W3C home > Mailing lists > Public > public-linked-json@w3.org > May 2013

RE: JSON-LD: Please keep @base

From: Markus Lanthaler <markus.lanthaler@gmx.net>
Date: Wed, 1 May 2013 15:44:21 +0200
To: "'Stian Soiland-Reyes'" <soiland-reyes@cs.manchester.ac.uk>, <public-rdf-comments@w3.org>
Cc: "'Dave Longley'" <dlongley@digitalbazaar.com>, "'Linked JSON'" <public-linked-json@w3.org>
Message-ID: <002601ce4671$fdf51830$f9df4890$@lanthaler@gmx.net>
On Wednesday, May 01, 2013 2:53 PM, Stian Soiland-Reyes wrote:

> First of all, congratulations on the great work on the JSON-LD
> specification (http://www.w3.org/TR/2013/WD-json-ld-20130411/)

Thanks :-)


> I am developing a specification for a Research Object Data Bundle [1]
> - note that this is work in progress, although comments are of course
> welcome.

Very interesting.. thanks for letting us know.


> Research Objects are BTW the topic of the newly formed W3C Community
> Group ROSC [2]).
> 
> A short summary of my application:
> * A UCF/OCF-compliant ZIP-file with aggregated resources. Folder .ro/
> is reserved
> * Manifest in .ro/manifest.json  (JSON-LD) - listing files and their
> metadata; also allows external resources (URIs) to be aggregated -
> based on ORE and RO models

Doesn't really matter but you might wanna change the file extension to .jsonld (that's the recommended extension).


> I notice that in http://www.w3.org/TR/json-ld/#base-iri it says @base
> is a feature "AT RISK", and I would here ask for this feature to be
> INCLUDED in the JSON-LD specificaiton.

OK


> >From my manifest.json I have a need to "climb up" of the .ro/ folder,
> to avoid referring to all files as say "../file.txt".  The RO Bundle
> is a ZIP file, and so may be located anywhere on the web (or perhaps
> just on the local file system), and so it's not possible to refer to
> the bundled files by anything other than relative URI references.

Interesting approach. Although I don't really understand your usage of relative URLs. Let's assume the ZIP file is located at http://example.com/wf4ever-sample.zip You seem to use URLs in a way which would imply that there, e.g., exists a resource at http://example.com/file.txt - which doesn't in most cases, right? What if there indeed exists such a file but it is a completely unrelated file?


> The @base directive would have made this much easier for me, but due
> to it being "at risk", I have for the moment not included it, and
> instead applied a @context prefix:
> 
> 
>   "bundle": "../",
> 
> and use it like this:
> 
>   "aggregates": [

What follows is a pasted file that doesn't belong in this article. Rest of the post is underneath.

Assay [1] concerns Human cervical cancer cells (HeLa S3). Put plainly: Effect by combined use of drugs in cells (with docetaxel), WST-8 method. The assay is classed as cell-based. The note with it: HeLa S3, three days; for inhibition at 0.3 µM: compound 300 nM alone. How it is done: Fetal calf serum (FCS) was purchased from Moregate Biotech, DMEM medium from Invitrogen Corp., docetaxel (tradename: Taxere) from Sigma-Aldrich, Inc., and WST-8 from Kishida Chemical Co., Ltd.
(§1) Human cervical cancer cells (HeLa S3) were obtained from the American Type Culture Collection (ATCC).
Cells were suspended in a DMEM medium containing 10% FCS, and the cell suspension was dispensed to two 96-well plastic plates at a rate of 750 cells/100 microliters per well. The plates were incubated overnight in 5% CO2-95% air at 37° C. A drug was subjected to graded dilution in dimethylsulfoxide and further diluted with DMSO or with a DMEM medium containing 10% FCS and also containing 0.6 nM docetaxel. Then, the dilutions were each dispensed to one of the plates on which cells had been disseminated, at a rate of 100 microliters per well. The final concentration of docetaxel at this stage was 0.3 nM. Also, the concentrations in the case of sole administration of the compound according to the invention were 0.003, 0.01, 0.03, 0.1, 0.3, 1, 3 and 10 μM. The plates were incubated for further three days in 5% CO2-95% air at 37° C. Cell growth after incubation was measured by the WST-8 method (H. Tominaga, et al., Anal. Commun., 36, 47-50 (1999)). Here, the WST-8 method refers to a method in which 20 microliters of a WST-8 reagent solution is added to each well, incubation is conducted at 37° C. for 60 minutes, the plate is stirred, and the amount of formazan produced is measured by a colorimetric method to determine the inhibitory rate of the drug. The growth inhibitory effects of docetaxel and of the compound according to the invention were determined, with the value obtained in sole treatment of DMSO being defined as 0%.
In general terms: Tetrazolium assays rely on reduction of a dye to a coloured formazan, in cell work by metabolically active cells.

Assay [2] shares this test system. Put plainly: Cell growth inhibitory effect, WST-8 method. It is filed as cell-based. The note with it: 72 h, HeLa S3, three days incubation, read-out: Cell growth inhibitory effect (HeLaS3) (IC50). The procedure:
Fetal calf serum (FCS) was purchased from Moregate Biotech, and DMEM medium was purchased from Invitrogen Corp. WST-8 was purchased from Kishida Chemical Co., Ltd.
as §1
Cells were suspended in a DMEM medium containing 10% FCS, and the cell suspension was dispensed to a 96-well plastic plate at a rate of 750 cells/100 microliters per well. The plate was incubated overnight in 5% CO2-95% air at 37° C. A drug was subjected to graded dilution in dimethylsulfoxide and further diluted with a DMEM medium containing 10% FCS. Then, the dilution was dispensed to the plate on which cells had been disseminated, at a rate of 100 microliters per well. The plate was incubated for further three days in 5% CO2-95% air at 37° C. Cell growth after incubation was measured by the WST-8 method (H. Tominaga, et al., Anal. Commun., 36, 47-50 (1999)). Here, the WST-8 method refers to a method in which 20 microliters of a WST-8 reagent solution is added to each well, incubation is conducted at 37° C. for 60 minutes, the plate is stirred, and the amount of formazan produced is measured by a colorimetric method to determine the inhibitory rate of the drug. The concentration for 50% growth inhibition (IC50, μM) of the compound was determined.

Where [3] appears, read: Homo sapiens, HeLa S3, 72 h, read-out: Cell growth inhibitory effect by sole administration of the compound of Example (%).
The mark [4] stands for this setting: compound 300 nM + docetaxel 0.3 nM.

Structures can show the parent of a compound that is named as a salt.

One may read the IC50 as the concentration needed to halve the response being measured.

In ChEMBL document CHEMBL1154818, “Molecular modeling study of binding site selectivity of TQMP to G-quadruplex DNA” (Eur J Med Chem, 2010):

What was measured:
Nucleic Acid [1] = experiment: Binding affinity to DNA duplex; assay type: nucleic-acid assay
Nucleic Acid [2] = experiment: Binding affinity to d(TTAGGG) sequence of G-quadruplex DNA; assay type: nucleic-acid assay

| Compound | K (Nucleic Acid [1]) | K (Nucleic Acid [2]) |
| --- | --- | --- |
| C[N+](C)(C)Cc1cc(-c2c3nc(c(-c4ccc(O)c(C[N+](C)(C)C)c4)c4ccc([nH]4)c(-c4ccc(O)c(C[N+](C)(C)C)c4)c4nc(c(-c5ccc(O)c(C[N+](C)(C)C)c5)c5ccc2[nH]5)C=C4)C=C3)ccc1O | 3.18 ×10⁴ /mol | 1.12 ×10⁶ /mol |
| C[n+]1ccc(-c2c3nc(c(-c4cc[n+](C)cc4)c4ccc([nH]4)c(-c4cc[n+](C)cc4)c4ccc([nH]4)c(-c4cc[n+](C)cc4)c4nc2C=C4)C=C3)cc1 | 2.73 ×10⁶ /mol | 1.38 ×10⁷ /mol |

>      "bundle:folder/soup.jpeg",
>      "bundle:hello.txt" ]

If you look at the JSON-LD grammar, specifically the section Context Definitions:

http://www.w3.org/TR/json-ld/#context-definitions

You'll see that such a definition is illegal. It has to be an absolute IRI. The playground on json-ld.org seems to accept it nevertheless and the algorithms actually don't verify it. I've CC'ed Dave Longley who implemented the JSON-LD processor used for the playground.

That wasn't intended and we probably should throw an error instead as it is ambiguous relative to which base URL such a definition is resolved.


> I see you have concerns about relative paths, and what is the meaning
> of @base when it appears in an included @context - and I can fully
> understand this. However, I think given the current mechanism of
> prefixes being resolved "in place" rather than from where they are
> located, then @base should be treated the same way, meaning that my
> use-case would work as:

As said above, that's probably a "bug".


> Assume <http://purl.org/wf4ever/ro-bundle/context.json> contains:
> 
> {
>   "@context": {
>     "@base": "../"
>     "ore": "http://www.openarchives.org/ore/terms/"
>     "aggregates": "ore:aggregates"
>   }
> }
> 
> 
> 
> and a given .ro/manifest.json (say inside
> http://example.com/robundle2.zip) has:
> 
> {
>   "@context":  "http://purl.org/wf4ever/ro-bundle/context.json",
>   "aggregates": [
>      "folder/soup.jpeg",
>      "hello.txt" ]
> }
> 
> 
> This means I can just unzip my RO bundle on a web server, and it is
> perfectly valid linked data out of the box.

Yeah, it looks quite simple but I find it highly confusing and also inconsistent to what other technologies do. Think of an external CSS file for example. All relative URLs there are also resolved against the CSS file and not the HTML file that includes it. How should the following context be resolved according to you

{
  "@context": {
    "@base": "../"
    "term": "/vocab#aggregates"
  }
}

Why don't you wanna use relative URLs directly. Instead of

>   "aggregates": [
>      "bundle:folder/soup.jpeg",
>      "bundle:hello.txt" ]

you could just write 

    "aggregates": [
       "../folder/soup.jpeg",
       "../hello.txt" ]

Wouldn't that also be much easier for developers to understand? Also for developers which use the JSON-LD as JSON?


Cheers,
Markus



--
Markus Lanthaler
@markuslanthaler
Received on Wednesday, 1 May 2013 13:44:53 UTC

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